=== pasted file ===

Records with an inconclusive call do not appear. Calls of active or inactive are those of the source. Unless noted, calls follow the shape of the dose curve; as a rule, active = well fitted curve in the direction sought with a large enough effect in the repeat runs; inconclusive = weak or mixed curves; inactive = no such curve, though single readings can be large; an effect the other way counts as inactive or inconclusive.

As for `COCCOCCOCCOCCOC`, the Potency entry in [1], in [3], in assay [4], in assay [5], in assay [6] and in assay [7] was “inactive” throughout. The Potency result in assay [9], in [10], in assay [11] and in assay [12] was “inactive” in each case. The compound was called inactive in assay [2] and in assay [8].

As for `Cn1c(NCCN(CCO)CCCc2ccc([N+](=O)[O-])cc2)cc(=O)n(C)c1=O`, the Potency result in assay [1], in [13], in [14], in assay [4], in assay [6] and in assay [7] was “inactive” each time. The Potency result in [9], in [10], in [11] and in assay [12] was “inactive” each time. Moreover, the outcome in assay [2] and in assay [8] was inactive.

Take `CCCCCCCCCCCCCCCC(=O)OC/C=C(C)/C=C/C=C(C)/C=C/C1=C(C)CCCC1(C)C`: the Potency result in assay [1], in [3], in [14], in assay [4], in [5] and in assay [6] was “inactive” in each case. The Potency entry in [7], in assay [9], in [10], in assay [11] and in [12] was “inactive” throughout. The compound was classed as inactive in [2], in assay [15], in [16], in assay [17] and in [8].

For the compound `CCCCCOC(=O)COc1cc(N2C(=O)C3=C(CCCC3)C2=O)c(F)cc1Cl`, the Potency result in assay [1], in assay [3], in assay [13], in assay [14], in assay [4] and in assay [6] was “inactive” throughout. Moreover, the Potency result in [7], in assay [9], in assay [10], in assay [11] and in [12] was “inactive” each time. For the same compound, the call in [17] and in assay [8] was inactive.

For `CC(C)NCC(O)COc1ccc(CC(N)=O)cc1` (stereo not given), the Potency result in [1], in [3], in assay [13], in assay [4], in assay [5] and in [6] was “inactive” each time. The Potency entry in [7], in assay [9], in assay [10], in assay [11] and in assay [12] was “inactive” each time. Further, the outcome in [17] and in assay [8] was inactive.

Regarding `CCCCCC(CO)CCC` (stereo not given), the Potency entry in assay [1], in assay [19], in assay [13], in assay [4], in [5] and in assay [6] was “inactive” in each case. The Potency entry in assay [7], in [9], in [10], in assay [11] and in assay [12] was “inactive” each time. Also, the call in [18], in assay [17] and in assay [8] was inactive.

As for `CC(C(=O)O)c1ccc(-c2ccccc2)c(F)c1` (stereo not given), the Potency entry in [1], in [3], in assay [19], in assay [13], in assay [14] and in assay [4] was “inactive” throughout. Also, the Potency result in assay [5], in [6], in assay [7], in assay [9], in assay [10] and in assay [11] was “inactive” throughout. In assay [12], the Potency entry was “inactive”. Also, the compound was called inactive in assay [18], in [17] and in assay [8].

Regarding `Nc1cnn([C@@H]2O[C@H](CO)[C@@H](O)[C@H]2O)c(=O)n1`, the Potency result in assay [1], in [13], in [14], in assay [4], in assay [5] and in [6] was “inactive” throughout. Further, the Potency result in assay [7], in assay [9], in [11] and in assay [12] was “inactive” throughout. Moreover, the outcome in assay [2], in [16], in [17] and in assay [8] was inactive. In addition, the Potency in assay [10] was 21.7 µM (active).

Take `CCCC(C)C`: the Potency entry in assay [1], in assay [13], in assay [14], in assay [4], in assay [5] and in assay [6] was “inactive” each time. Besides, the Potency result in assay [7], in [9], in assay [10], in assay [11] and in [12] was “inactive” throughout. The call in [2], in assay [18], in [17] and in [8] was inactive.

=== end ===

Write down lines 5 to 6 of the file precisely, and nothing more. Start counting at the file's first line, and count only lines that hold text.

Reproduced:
For the compound `CCCCCOC(=O)COc1cc(N2C(=O)C3=C(CCCC3)C2=O)c(F)cc1Cl`, the Potency result in assay [1], in assay [3], in assay [13], in assay [14], in assay [4] and in assay [6] was “inactive” throughout. Moreover, the Potency result in [7], in assay [9], in assay [10], in assay [11] and in [12] was “inactive” each time. For the same compound, the call in [17] and in assay [8] was inactive.

For `CC(C)NCC(O)COc1ccc(CC(N)=O)cc1` (stereo not given), the Potency result in [1], in [3], in assay [13], in assay [4], in assay [5] and in [6] was “inactive” each time. The Potency entry in [7], in assay [9], in assay [10], in assay [11] and in assay [12] was “inactive” each time. Further, the outcome in [17] and in assay [8] was inactive.